Another who comes to mind is Ola Ojewumi, disability rights advocate, writer, and executive director for Project Ascend, “an education nonprofit providing college scholarships to low-income students.” Ola has been making the rounds speaking with politicians and sharing why and how adverse health care would impact her and many others in the disability community. She spoke with political journalists in March about the disastrous effects of the repeal of the Affordable Care Act. Ola gives compelling, well-thought-out testimony that is beyond pity; her gusto and quiet confidence have striking reverberation.
Here in Boston, fellow Emerson College alum and activist Rhoda Gibson, co-founder of the MassADAPT chapter, shares why her presence and participation was important in recent protest of proposed health care cuts. Rhoda passionately expresses a singular quality-of-life request— “the right to live in freedom.”
Other women leading mobilizing efforts are Alice Wong, researcher, disability rights advocate, founder of Disability Visibility Project, and a #CripTheVote co-partner who uses their platform to chronicle disability-related stories. DVP is “an online community dedicated to recording, amplifying, and sharing disability stories and culture.” Here short tweets on Medicaid stories are amassed. Medicaid policies and programs and accessible health care for people with disabilities are among Alice’s priorities.
The disability community has been mobilizing using online platforms as a tool of activism, especially among those who may face barriers to attending events in person. Structural access, financial, spoon level (amount of energy one is able to expend at any given time), and child care are just some concerns when incorporating different brands of activism. These are best determined by each individual, since there is no hierarchy in activism, as I’ve previously shared, and every action can have a radius of impact that can be far-reaching.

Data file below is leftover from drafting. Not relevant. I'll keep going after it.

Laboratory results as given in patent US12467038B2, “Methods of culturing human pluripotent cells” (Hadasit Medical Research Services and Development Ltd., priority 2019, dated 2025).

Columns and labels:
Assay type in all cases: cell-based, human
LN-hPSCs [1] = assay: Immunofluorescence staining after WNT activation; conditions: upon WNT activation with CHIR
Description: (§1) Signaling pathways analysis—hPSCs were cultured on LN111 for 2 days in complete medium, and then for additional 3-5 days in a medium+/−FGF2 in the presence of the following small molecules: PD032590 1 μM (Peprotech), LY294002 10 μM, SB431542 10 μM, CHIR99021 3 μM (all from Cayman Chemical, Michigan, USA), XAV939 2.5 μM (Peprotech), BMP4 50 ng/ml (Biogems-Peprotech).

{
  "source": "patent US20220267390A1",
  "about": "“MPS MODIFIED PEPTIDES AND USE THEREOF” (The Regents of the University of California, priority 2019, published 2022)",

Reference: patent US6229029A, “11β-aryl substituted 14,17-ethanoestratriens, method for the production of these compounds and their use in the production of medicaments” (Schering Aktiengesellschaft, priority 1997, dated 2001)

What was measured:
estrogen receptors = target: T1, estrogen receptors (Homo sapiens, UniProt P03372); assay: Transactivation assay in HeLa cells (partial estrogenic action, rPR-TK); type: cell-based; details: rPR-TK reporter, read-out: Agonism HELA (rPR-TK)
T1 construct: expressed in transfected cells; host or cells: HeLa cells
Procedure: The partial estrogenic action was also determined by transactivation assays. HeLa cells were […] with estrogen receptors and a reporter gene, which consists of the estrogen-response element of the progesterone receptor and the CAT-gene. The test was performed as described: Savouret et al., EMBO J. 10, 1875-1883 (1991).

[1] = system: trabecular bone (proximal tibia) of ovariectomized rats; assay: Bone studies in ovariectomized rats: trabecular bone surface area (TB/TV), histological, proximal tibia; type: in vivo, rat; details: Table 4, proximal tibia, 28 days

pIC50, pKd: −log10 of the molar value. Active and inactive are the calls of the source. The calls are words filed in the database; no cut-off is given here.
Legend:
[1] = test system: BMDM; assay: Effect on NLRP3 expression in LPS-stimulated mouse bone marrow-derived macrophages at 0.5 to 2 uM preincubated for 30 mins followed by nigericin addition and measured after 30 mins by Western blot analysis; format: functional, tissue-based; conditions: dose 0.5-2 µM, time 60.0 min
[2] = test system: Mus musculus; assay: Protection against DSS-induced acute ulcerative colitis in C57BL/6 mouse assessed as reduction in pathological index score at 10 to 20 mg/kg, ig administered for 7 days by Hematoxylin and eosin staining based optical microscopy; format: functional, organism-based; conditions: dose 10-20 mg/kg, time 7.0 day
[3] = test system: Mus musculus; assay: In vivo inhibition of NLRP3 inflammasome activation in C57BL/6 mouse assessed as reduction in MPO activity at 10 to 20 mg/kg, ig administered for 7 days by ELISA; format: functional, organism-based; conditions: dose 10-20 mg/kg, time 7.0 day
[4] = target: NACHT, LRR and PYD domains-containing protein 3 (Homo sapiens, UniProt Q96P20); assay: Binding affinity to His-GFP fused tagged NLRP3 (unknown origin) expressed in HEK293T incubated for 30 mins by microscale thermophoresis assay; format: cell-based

Many women, especially women of color with multiple marginalizations, bring to their activism their unique, comprehensive, lived experience. This might include a legacy of generational trauma and survival skills in adverse environments. It may also include heightened sensitivity and well-honed innovative, analytical, and adaptive skills. These are transferable skills that can help fortify leadership capability. Whether we’re running households or board meetings, leading petition drives, parenting mindfully, organizing marches/rallies, lending moral support, showing up sans apology in unwelcoming spaces, or whatever brand of activism we choose to employ, we bring the totality of our experience.
We need many voices sharing the range of experiences from intersecting identities that are not often given volume, and we need to amplify stories that increase the shifting in seats from discomfort—perhaps dislodging ignorance and complacency in the face of experiences that may not mirror your own.
Maybe—just maybe—more folks, including lawmakers, will make connections and be moved to do the right thing by voting for health care that benefits life by preserving current health care and Medicare/Medicaid protections. Not doing so threatens quality of life and life expectancy. And since we’re not there yet, we’ll keep rolling, sitting in, tapping away at keyboards, and mobilizing so that our experiences are normalized and less newsworthy. Maybe then our collective rights as citizens will be recognized and respected without a second thought. Disabled lives are an everyday occurrence. Not recognizing this fact is not only disrespectful but dangerous. We’re tired of fighting, but we have little choice not to—otherwise it spells our demise.